3. Sweet Potatoes are rich in Vitamin A and other healthy nutrients! Scoop up those sweet potatoes!…
“Sweet potatoes contain more than 100% of the daily value for vitamin A as beta-carotene – more than any other fruit or vegetable.”
Yam Fun Fact: “True Yams can grow up to 7ft long and weigh up to 150 pounds”
“Yams contain a unique combination of heart healthy nutrients: potassium, fiber, and vitamin C.”
Sweet Potato Nutrition Facts: (1 medium, 5″ long) 122-157% VitaA, 25-32% Manganese, 25-30% VitaC, 12% potassium, 10-15% fiber, 7-10% magnesium ORAC score = 2,750 (see below for ORAC info)
More sweet potato facts. And Recipes. My very first Thanksgiving recipe was inspired by my love of sweet potatoes: Sweet Potato Pockets.
4. Tangerines are Filling and Fight Free Radicals! Peel, peel, peel…
Tangerines are full of fiber and the pectin in them (mostly associated with apples) may make you feel fuller – that type of soluble fiber may protect your heart by improving blood cholesterol levels. Tangerines, like all citrus fruits, are rich in the antioxidant Vitamin C. Tangerines may also help ward off lung and prostate cancer. (3)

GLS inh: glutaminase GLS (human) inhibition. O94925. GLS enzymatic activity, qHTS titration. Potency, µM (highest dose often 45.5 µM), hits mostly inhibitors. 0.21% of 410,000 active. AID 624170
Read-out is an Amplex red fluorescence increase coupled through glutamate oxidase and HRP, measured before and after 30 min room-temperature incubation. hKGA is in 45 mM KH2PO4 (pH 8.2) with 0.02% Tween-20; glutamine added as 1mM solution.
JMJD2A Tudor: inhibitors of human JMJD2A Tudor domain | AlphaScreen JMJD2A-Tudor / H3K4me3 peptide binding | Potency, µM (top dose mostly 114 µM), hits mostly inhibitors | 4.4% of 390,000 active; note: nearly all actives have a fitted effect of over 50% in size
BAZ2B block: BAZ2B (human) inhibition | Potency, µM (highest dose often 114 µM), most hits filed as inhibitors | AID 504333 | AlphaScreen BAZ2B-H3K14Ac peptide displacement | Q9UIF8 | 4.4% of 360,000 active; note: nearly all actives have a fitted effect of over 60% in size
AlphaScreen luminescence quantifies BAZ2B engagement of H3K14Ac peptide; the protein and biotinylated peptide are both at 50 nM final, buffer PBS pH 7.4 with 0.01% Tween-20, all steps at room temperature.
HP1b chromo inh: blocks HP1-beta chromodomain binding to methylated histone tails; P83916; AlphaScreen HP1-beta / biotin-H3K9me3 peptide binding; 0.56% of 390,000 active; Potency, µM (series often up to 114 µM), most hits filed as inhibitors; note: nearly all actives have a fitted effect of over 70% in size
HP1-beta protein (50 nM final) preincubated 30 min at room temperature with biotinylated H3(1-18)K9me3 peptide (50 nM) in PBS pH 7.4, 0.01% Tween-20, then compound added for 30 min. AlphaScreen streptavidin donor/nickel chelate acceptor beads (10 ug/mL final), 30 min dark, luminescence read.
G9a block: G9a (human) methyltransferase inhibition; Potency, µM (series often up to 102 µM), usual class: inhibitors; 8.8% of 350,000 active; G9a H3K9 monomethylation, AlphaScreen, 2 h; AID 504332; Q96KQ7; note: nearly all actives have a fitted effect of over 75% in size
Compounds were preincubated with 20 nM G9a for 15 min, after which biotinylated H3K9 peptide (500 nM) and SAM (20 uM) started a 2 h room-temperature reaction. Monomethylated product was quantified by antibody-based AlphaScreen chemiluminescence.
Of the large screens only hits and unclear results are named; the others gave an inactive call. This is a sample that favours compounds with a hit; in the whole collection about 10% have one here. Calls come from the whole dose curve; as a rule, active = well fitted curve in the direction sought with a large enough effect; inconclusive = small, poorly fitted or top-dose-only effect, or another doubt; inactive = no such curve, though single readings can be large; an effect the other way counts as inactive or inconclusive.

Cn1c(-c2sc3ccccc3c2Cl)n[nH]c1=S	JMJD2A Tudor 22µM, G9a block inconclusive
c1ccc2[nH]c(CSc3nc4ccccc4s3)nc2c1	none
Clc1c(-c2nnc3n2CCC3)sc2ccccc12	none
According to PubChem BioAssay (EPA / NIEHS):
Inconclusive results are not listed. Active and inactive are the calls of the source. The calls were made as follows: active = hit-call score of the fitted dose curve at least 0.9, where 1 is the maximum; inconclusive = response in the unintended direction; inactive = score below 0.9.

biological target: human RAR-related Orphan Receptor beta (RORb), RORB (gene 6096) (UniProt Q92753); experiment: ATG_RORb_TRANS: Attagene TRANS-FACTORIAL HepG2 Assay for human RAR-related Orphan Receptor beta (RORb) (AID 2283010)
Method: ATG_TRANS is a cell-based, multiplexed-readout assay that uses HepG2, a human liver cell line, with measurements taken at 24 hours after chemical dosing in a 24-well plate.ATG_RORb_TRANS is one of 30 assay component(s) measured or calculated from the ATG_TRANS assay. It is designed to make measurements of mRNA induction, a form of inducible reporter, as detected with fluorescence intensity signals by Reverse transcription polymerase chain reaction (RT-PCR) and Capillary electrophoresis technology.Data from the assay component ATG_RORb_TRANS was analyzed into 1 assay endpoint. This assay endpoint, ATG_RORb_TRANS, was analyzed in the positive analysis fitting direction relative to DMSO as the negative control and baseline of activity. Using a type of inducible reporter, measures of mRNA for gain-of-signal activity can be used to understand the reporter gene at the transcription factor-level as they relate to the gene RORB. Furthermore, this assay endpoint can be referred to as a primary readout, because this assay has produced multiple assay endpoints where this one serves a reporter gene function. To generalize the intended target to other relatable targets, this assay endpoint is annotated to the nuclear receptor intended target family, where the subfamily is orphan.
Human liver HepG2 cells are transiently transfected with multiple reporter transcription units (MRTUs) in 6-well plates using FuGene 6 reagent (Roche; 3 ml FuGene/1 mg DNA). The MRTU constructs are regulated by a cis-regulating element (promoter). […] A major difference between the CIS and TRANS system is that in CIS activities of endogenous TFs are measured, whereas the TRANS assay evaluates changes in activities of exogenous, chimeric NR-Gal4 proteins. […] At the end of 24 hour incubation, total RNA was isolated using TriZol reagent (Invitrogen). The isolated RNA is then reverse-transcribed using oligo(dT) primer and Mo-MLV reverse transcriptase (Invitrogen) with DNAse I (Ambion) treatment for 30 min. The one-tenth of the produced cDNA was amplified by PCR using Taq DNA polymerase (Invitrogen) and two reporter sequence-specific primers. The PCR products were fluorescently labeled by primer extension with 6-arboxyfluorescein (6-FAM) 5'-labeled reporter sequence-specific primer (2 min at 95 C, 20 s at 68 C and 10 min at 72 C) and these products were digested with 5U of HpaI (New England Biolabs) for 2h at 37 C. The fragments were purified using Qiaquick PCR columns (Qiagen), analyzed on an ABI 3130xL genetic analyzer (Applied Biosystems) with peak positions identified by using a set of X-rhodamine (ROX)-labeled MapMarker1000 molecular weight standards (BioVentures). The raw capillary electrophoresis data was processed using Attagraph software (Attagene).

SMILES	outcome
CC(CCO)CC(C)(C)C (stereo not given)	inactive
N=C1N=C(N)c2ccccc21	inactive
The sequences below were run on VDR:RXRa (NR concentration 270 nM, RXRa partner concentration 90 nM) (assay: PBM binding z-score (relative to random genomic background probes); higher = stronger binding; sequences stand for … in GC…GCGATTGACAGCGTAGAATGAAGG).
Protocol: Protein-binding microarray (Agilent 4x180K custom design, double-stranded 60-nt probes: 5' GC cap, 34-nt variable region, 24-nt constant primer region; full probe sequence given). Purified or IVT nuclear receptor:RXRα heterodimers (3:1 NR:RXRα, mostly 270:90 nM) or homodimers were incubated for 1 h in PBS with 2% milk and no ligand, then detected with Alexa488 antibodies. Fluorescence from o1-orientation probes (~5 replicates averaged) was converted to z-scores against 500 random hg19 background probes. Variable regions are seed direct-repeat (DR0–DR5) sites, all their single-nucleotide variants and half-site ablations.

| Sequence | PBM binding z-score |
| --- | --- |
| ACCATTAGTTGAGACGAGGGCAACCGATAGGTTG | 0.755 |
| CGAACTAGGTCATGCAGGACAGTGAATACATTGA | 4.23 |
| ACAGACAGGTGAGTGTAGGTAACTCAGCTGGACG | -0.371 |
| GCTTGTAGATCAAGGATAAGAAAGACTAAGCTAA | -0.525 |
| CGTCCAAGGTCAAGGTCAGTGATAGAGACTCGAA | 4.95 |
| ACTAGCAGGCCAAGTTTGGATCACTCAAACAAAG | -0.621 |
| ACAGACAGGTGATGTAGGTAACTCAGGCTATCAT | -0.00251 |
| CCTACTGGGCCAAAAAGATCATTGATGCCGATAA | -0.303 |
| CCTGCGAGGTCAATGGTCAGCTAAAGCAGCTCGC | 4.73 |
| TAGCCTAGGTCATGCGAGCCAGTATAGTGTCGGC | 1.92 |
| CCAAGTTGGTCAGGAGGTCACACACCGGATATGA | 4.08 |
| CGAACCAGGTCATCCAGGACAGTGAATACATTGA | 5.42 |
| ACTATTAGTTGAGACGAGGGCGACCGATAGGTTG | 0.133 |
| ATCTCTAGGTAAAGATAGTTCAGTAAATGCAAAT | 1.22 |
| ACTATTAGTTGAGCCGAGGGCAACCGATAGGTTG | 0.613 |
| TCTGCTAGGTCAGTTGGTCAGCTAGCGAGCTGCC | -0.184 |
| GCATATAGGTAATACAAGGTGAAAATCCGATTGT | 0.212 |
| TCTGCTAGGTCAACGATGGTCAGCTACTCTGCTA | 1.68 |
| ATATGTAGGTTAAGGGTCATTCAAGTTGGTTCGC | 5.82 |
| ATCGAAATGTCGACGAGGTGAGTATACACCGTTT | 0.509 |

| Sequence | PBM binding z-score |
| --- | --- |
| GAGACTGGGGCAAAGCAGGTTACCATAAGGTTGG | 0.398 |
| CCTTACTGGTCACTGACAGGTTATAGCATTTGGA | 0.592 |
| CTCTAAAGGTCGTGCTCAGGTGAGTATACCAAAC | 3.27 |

“Tangerines are a top source or beta-cryptoxanthin (linked to lower lung and prostate cancer.”
Tangerine Nutrition: (1/2 cup of sections or 1 small) contain 32-39% VitaC
Tangerine Cooking Tip: Add peeled tangerine sections to any raw salad. Citrus pairs well with hearty nuts like pecans, walnuts, almonds or even seeds like pepitas. Add a splash of EVOO, maple syrup salt and pepper to sliced tangerines for a simple sweet snack. Fresh tangerine juice is a nice switch from the everyday orange juice (although with juice you will be missing some of that healthy tangerine fiber.)
5. Cinnamon is a potent free-radical fighter! Sprinkle it on, and on, and on..
Cinnamon, even just a 1/2 tsp a day can aide the health or type 2 diabetes sufferers. And it is an ORAC superstar, er, superspice!